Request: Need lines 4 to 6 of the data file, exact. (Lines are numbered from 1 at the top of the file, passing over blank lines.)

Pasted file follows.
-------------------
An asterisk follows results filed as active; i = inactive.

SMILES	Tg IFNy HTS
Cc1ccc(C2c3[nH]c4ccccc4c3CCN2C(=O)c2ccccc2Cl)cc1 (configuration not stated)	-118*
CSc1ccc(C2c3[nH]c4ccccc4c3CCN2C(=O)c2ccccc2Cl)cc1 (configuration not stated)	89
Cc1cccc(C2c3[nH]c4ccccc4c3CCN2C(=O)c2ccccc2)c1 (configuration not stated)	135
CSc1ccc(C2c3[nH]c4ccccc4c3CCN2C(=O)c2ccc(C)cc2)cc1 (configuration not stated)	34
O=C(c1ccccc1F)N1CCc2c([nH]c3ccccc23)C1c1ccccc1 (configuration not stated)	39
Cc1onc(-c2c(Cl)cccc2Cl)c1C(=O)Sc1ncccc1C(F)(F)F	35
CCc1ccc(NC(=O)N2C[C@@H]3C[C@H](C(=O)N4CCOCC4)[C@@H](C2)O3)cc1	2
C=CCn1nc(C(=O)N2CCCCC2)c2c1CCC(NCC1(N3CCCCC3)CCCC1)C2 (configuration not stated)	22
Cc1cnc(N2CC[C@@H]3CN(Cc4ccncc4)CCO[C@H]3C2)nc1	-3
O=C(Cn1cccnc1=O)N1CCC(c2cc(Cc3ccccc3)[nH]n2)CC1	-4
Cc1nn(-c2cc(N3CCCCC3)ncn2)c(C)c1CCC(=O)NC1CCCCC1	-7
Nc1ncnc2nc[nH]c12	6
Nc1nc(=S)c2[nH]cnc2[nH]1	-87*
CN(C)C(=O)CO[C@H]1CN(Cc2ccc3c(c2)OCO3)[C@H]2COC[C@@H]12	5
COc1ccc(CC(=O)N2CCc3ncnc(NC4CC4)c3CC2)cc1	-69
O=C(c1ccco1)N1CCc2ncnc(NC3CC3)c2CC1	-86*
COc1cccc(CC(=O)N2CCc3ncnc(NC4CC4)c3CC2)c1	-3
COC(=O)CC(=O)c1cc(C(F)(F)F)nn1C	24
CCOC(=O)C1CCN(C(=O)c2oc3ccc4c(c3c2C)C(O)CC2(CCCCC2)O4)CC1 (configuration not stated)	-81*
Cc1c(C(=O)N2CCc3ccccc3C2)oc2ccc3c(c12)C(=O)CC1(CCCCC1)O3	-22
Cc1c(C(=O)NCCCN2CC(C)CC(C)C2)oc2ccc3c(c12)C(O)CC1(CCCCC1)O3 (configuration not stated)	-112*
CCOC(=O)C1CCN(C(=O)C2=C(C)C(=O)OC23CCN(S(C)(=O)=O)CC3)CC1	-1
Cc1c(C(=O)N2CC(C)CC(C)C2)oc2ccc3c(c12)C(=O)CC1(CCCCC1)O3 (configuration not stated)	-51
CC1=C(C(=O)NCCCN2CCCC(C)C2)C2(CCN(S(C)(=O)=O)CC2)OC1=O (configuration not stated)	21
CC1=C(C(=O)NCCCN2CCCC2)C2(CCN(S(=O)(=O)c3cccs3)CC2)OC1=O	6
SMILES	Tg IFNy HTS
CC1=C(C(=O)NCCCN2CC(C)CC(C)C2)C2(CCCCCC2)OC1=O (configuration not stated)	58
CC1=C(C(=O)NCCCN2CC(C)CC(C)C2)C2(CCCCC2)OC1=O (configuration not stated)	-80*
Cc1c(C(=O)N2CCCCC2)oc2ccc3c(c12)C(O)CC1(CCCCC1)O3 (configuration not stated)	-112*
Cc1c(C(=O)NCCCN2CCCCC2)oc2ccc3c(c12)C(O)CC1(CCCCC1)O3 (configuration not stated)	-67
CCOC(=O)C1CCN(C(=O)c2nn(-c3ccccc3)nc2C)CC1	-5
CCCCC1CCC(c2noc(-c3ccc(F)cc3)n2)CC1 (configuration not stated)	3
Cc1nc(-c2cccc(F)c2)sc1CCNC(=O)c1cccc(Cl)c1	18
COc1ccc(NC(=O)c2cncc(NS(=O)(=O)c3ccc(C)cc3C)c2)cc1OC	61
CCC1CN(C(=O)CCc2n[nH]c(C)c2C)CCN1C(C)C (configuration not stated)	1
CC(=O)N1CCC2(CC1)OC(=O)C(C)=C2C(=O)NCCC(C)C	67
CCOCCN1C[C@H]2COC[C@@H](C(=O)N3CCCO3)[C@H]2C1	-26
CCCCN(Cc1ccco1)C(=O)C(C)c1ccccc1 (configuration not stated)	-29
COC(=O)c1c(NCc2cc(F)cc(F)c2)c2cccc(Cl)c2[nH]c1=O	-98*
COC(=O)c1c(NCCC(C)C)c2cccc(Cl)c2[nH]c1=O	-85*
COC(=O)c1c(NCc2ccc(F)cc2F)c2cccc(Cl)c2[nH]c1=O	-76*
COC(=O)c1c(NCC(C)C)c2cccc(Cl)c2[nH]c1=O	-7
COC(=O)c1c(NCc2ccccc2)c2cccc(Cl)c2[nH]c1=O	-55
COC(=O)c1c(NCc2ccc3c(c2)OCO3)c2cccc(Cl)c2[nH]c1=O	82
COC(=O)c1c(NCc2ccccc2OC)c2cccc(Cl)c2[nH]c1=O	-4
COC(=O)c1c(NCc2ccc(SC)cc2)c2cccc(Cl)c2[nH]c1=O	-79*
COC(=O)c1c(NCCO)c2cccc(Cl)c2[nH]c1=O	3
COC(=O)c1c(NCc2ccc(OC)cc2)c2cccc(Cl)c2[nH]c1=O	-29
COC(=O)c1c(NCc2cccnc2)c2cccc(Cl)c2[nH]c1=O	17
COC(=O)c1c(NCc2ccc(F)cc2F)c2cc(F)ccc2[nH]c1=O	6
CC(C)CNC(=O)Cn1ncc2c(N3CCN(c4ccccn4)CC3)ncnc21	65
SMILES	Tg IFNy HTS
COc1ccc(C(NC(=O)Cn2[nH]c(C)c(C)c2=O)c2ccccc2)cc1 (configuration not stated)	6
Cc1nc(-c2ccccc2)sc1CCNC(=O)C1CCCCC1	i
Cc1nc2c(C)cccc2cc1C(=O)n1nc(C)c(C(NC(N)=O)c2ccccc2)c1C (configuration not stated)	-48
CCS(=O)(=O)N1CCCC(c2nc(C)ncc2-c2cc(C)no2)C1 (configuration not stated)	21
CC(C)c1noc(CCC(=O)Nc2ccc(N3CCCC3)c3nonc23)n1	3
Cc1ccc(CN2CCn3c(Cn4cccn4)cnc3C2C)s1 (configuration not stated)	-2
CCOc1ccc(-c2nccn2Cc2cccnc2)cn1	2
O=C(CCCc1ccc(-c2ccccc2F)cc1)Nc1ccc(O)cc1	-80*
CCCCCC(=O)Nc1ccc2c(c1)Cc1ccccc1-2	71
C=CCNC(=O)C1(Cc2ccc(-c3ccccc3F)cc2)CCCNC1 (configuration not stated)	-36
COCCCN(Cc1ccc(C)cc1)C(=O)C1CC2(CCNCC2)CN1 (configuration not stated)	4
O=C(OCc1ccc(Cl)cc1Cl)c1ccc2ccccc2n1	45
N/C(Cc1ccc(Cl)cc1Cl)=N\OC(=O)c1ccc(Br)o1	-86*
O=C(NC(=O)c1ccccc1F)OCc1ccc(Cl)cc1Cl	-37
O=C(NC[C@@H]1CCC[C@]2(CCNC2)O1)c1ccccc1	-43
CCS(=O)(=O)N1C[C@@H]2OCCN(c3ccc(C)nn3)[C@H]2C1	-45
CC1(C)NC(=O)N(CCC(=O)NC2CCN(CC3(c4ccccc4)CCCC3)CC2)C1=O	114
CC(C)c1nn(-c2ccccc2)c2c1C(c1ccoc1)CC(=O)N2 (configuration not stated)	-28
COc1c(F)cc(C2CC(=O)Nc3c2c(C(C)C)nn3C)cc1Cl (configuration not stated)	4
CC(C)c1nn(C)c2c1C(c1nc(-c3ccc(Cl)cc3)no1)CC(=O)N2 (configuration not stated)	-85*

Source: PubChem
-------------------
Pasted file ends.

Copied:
CSc1ccc(C2c3[nH]c4ccccc4c3CCN2C(=O)c2ccccc2Cl)cc1 (configuration not stated)	89
Cc1cccc(C2c3[nH]c4ccccc4c3CCN2C(=O)c2ccccc2)c1 (configuration not stated)	135
CSc1ccc(C2c3[nH]c4ccccc4c3CCN2C(=O)c2ccc(C)cc2)cc1 (configuration not stated)	34